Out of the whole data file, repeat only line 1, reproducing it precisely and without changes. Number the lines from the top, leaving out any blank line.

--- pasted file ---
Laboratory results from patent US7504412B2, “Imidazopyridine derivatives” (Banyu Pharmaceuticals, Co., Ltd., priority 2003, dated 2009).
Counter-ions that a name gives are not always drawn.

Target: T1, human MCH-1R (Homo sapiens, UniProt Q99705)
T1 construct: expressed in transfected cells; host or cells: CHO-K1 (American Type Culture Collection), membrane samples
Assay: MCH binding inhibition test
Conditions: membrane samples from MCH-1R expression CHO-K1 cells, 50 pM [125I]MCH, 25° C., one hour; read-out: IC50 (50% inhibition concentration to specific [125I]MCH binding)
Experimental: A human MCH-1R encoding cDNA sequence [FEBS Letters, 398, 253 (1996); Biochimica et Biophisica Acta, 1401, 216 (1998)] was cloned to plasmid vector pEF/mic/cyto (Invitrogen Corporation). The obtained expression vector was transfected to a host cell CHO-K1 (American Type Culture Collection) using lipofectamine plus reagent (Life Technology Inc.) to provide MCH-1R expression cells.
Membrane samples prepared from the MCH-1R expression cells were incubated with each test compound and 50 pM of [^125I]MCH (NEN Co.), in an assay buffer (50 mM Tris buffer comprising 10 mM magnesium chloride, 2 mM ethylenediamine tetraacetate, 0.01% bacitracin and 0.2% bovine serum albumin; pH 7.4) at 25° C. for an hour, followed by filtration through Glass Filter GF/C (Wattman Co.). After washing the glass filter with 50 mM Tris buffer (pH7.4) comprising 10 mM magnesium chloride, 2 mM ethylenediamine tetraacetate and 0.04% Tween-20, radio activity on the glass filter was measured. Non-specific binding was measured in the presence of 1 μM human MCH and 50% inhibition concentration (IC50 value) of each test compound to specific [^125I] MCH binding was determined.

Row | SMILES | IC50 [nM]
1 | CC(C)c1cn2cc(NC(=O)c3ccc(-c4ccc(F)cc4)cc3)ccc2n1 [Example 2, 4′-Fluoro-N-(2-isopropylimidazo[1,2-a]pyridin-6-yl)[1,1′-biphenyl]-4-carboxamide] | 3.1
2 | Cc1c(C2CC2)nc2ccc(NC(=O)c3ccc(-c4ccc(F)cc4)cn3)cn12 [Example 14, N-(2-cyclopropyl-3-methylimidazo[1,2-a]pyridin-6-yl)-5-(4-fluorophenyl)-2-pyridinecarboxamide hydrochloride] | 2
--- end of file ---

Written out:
Laboratory results from patent US7504412B2, “Imidazopyridine derivatives” (Banyu Pharmaceuticals, Co., Ltd., priority 2003, dated 2009).